Perhaps the biggest difference between Diana and her sister Donna is that Donna shows some style in her civilian life?
Within the next couple of months there was another magazine from South America who had a similiar adult version of WW on their cover. I'll look around and see if I can find the scan. Good ol' DC, keepin' the respect for Wondie.
Someone explain it to me. Along with the dark, dark, dark coloring in comics these days (better than the mud era of a few years back, but not by much), we have the "superhero costumes must have seams" rule, which I find absurd except in the rare situations when they actually add a little style to the outfit in question.
Here as Wondie visits Manhunter in issue #26 of her title (for an absurd reason), we get a particularly clear panel that hits on an aspect of the Question of Seams. Should we just get the seams as black lines... maybe even occasional lines as the seams hit shadow, if we get a talented inker... or should the seams be emphasized to the point where THEY HAVE TO BE FREAKING OUTLINED????
(And does Wondie's ca. 2007 costume really have this many seams on it?
In Countdown Donna was meeting up with parallel Earth Wonderfolks. Here's one from #15 and coincidentally Earth-15. Her lasso tended to hover in mid-air at acute angles as well as loops. This Wondie immediately had words of, uh, wisdom for Donna about how to conduct her life. Perhaps this WW had been talking to the Faux-Earth-2 Wondie from ICk? On the other hand, maybe the two just talked so well and so deeply together because, you know, they're chicks and chicks do that kind of thing.
Over in Superman/Batman, the writers decided to take a break from dark 'n depressing (what, in the modern DC Universe?) and do a story with funny little Munchkin versions of the JLA. This included Wonder Woman. The cover shot makes her look a bit like Alfred E. Neuman, doesn't it?
To celebrate Action #666, Kurt Busiek and Walter Simonson had a Kryptonian demon visit Superman and give him the illusion of a demonic world. Here's demon Wondie. Kinda cool, ain't it? Just like the story.
Here's Countdown to Adventure #2's Earth-10, the Nazi Earth, and the Wonder Woman thereof, who appears to be a lackey (sigh) of who else? nazi Superman. Wondie kindly introduces herself as "the Wonder Woman of the Valkyrie," with Odin as her master. I'm sure all true Amazons are shaking their heads in derision.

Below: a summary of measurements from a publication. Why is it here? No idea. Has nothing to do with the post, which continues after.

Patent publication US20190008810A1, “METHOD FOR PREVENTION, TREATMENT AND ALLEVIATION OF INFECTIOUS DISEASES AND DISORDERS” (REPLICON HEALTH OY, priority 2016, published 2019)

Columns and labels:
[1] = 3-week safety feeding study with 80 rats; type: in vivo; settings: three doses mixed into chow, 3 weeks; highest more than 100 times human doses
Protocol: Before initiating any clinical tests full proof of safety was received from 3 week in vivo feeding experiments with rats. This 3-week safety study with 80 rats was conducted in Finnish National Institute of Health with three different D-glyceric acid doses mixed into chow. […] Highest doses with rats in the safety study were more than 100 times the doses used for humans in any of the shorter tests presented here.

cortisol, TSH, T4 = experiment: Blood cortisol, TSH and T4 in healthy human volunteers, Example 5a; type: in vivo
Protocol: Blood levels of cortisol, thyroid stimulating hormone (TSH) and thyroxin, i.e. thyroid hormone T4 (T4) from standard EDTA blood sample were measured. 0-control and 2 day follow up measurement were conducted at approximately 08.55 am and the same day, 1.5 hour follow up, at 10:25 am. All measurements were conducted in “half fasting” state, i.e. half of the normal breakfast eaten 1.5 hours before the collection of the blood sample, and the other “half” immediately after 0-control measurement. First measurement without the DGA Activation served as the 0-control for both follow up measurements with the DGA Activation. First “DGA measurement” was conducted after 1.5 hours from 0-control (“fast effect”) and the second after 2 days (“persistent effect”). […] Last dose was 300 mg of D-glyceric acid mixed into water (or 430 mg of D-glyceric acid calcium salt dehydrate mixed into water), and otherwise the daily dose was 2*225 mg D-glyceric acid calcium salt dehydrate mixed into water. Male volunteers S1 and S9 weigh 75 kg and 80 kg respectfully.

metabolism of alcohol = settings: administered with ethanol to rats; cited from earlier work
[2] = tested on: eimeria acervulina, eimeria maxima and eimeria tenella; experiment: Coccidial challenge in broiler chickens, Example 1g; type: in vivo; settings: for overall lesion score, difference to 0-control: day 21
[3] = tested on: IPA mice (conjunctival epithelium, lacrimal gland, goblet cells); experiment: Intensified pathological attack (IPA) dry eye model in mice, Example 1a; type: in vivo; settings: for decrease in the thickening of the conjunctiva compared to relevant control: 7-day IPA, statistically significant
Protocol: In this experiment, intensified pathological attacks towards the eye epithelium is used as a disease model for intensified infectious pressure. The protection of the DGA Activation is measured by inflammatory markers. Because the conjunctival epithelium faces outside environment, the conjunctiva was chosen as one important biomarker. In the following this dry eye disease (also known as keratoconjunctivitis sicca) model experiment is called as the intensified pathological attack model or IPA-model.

Say, didn't Donna battle different Nazis on another Earth? I'm just going by Wikipedia's listing so am guessing that this is Earth-10. That may be wrong.
Wait—I'm mixing it up with the Earth that Donna came across in The Search for Ray Palmer (one of the Countdown variations), which was the Earth that was based on Red Son, which was Commie Superman, right? Here's the Wonder Woman—a pawn of that Superman as well—of that Earth.
Why can't Superman and/or Batman ever be lackeys for Wondie in some imaginary tale? (I mean, outside a Simone story as Supes was shown in recently, heh heh).
Later that issue Donna came across a reversed-gender world so of course we had the uber-violent silly male Wonder Woman leading his Manazons. Many male Wondie Board posters went crazy.
Diana paid a visit to the new Atom in issue #17 of his unfortunately short Simone run. Of note here are the costume variants, notably the belt, but I just have to point out Di's gigantic, uh, shoulder pads! Really, Di, shoulder pads are so passé!
(Am I the only one who'd love to see a team-up of Atom's friend Panda with Etta Candy? Of Head with Nemesis?) Ryan/Atom of course was dating Giganta at the time, which made for so much more fun. Now, which issue was it that Wondie tucked Ryan into her costume—and where was that hidey place again?
At right is a Brave and Bold which told a "flash back" tale with this lovely bit of Wondie earring trivia. Ain't it great?
The "Ends of the Earth" arc was among other things, a Wondie costume lover's dream. Amazing artist Aaron Lopresti gave us new looks for Diana as she found herself diving into the worlds of DC's 1970's-era barbarian heroes Claw the Unconquered (a double for Conan), Beowulf (the DC version), and the soulless Stalker. When her own soul was taken from her, she had a dream of becoming an immortal queen of an entire dimension with friends and foes cowering at her fearsome feet.
(Speaking of feet, note the new "W"-top boots, an alternative to the ^ top.)
Note the red scarf on her right arm up there. That's a token of her new sworn allegiance to the god Kane Milohai, so it now can be considered an official (but probably temporary) part of the suit. Message boarders point out that sometimes it's forgotten in depictions. Uh oh! Kane won't like that!
How cool is all that? Good times for Wondie fans. Very good times.